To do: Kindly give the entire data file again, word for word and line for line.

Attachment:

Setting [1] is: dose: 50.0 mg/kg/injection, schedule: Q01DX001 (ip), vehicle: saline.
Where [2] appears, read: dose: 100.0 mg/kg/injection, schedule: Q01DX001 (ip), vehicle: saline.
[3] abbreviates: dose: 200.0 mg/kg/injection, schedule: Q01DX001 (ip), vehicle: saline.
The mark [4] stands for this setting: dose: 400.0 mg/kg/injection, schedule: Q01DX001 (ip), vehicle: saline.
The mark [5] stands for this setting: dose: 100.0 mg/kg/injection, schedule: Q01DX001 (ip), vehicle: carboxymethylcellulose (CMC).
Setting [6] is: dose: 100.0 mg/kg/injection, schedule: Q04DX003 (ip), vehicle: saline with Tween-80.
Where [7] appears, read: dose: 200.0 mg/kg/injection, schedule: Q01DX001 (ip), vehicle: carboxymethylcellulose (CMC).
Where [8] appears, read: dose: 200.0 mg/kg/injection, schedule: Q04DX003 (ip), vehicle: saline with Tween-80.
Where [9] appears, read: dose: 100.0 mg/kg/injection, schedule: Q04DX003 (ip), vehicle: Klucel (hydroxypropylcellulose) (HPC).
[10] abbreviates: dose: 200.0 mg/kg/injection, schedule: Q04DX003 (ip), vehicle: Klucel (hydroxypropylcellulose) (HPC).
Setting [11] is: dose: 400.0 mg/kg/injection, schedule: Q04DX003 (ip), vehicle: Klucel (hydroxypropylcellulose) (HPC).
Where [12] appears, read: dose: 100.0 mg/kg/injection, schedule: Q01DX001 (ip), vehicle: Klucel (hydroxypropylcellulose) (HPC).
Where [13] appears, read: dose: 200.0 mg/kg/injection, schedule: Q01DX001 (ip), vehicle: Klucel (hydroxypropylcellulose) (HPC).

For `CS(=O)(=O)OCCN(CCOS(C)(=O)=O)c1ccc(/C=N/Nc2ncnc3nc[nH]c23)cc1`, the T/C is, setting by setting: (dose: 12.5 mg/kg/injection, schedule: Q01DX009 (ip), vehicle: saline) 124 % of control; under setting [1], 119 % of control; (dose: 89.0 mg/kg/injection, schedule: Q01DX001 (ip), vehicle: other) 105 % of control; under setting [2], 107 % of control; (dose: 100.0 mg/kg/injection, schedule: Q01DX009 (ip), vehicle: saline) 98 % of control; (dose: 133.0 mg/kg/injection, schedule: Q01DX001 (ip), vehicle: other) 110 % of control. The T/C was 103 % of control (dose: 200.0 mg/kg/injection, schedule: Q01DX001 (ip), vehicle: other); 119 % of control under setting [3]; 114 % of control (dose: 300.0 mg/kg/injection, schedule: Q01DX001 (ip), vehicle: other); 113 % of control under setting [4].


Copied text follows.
Setting [1] is: dose: 50.0 mg/kg/injection, schedule: Q01DX001 (ip), vehicle: saline.
Where [2] appears, read: dose: 100.0 mg/kg/injection, schedule: Q01DX001 (ip), vehicle: saline.
[3] abbreviates: dose: 200.0 mg/kg/injection, schedule: Q01DX001 (ip), vehicle: saline.
The mark [4] stands for this setting: dose: 400.0 mg/kg/injection, schedule: Q01DX001 (ip), vehicle: saline.
The mark [5] stands for this setting: dose: 100.0 mg/kg/injection, schedule: Q01DX001 (ip), vehicle: carboxymethylcellulose (CMC).
Setting [6] is: dose: 100.0 mg/kg/injection, schedule: Q04DX003 (ip), vehicle: saline with Tween-80.
Where [7] appears, read: dose: 200.0 mg/kg/injection, schedule: Q01DX001 (ip), vehicle: carboxymethylcellulose (CMC).
Where [8] appears, read: dose: 200.0 mg/kg/injection, schedule: Q04DX003 (ip), vehicle: saline with Tween-80.
Where [9] appears, read: dose: 100.0 mg/kg/injection, schedule: Q04DX003 (ip), vehicle: Klucel (hydroxypropylcellulose) (HPC).
[10] abbreviates: dose: 200.0 mg/kg/injection, schedule: Q04DX003 (ip), vehicle: Klucel (hydroxypropylcellulose) (HPC).
Setting [11] is: dose: 400.0 mg/kg/injection, schedule: Q04DX003 (ip), vehicle: Klucel (hydroxypropylcellulose) (HPC).
Where [12] appears, read: dose: 100.0 mg/kg/injection, schedule: Q01DX001 (ip), vehicle: Klucel (hydroxypropylcellulose) (HPC).
Where [13] appears, read: dose: 200.0 mg/kg/injection, schedule: Q01DX001 (ip), vehicle: Klucel (hydroxypropylcellulose) (HPC).

For `CS(=O)(=O)OCCN(CCOS(C)(=O)=O)c1ccc(/C=N/Nc2ncnc3nc[nH]c23)cc1`, the T/C is, setting by setting: (dose: 12.5 mg/kg/injection, schedule: Q01DX009 (ip), vehicle: saline) 124 % of control; under setting [1], 119 % of control; (dose: 89.0 mg/kg/injection, schedule: Q01DX001 (ip), vehicle: other) 105 % of control; under setting [2], 107 % of control; (dose: 100.0 mg/kg/injection, schedule: Q01DX009 (ip), vehicle: saline) 98 % of control; (dose: 133.0 mg/kg/injection, schedule: Q01DX001 (ip), vehicle: other) 110 % of control. The T/C was 103 % of control (dose: 200.0 mg/kg/injection, schedule: Q01DX001 (ip), vehicle: other); 119 % of control under setting [3]; 114 % of control (dose: 300.0 mg/kg/injection, schedule: Q01DX001 (ip), vehicle: other); 113 % of control under setting [4].